Trinitatis I

Bach Cantata Day Information:
Trinitatis I or 1st Sunday after Trinitatis

1st Sunday after Trinitatis. Liturgical period : Ordinary time II.

Occurrences: June 2 2024, June 22 2025, June 7 2026, May 30 2027, June 18 2028, June 3 2029, June 23 2030, June 15 2031, May 30 2032, June 19 2033, June 11 2034, May 27 2035, June 15 2036, June 7 2037.


Music for this day

  • Die Elenden sollen essen, BWV 75
    (first performance 30 May 1723, Leipzig period)
  • O Ewigkeit, du Donnerwort, BWV 20
    (first performance 11 June 1724, Leipzig period)
  • Brich dem Hungrigen dein Brot, BWV 39
    (first performance 23 June 1726, Leipzig period)


Trinitatis I is the first Sunday after Trinitatis. Bach has three cantatas for you, all from the Leipzig period.

The first cantata, Die Elenden sollen essen, BWV 75, is remarkable because this is the first cantata Bach composed and performed when he took up his position as Thomaskantor in Leipzig. It was first performed in the Nikolaikirche on 30 May 1723. Because this was his first perfomance as cantor, he created a very ambitious cantata with no less than 14 movements.

Because his first Leipzig cantata was on Trinitatis I, his three cycles start on that day. So one year later, on Trinitatis I 1724, Bach starts his second cantata cycle, the so called chorale cantata cycle because each cantata is based on a hymn from the Protestant liturgical tradition. Unfortunately this cycle abruptly ends in March 1725, because Bach's preferred poet, Andreas Stübel, passed away in January of that year. O Ewigkeit, du Donnerwort, BWV 20, is a very elaborate cantata marking the start of this second cycle. It is based on a hymn by Johann Rist, which served also for the cantata O Ewigkeit, du Donnerwort, BWV 60, written not long before for Trinitatis XXIV (November 1723).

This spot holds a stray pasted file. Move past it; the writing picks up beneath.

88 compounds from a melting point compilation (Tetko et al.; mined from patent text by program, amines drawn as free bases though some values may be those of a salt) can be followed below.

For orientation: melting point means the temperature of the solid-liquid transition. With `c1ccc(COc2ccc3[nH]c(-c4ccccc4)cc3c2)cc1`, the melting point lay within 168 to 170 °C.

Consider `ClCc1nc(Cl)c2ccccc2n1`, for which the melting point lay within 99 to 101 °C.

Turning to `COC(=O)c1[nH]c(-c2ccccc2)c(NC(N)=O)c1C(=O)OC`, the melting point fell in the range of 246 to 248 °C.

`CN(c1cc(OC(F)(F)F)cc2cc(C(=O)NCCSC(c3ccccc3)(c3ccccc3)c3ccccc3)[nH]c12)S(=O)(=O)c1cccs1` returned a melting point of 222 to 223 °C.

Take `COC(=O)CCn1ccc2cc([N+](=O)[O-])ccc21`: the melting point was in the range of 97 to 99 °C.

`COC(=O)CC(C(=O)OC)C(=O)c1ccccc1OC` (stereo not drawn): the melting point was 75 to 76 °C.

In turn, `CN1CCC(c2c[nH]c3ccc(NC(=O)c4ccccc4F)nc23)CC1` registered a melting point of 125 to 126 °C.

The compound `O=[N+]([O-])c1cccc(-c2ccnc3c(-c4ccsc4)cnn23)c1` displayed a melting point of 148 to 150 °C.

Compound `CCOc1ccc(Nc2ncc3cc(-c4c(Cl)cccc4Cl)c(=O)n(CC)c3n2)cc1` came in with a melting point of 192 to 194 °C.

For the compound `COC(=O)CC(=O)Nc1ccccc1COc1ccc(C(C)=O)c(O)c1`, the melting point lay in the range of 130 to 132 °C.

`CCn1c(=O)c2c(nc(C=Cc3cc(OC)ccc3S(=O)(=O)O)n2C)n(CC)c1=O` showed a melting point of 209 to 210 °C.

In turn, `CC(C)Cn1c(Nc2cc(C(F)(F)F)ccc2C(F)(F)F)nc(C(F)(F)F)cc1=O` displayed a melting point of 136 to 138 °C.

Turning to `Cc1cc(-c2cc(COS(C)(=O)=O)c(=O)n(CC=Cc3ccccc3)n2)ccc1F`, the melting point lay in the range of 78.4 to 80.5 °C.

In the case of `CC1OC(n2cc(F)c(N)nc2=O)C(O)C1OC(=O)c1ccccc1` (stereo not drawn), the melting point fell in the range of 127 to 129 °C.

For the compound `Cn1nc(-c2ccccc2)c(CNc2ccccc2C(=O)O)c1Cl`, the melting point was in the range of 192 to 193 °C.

After Trinitatis I 1725, so at the start of his third cycle, Bach halved his tempo to a new cantata every 2 weeks, which means that Brich dem Hungrigen dein Brot, BWV 39, from 1726 is indeed still part of the third cycle.


Extra information

Trinitatis I is the first Sunday after Trinitatis. Bach has three cantatas for you, all from the Leipzig period.

The first cantata, Die Elenden sollen essen, BWV 75, is remarkable because this is the first cantata Bach composed and performed when he took up his position as Thomaskantor in Leipzig. It was first performed in the Nikolaikirche on 30 May 1723. Because this was his first perfomance as cantor, he created a very ambitious cantata with no less than 14 movements.

Because his first Leipzig cantata was on Trinitatis I, his three cycles start on that day. So one year later, on Trinitatis I 1724, Bach starts his second cantata cycle, the so called chorale cantata cycle because each cantata is based on a hymn from the Protestant liturgical tradition. Unfortunately this cycle abruptly ends in March 1725, because Bach's preferred poet, Andreas Stübel, passed away in January of that year. O Ewigkeit, du Donnerwort, BWV 20, is a very elaborate cantata marking the start of this second cycle. It is based on a hymn by Johann Rist, which served also for the cantata O Ewigkeit, du Donnerwort, BWV 60, written not long before for Trinitatis XXIV (November 1723).

After Trinitatis I 1725, so at the start of his third cycle, Bach halved his tempo to a new cantata every 2 weeks, which means that Brich dem Hungrigen dein Brot, BWV 39, from 1726 is indeed still part of the third cycle.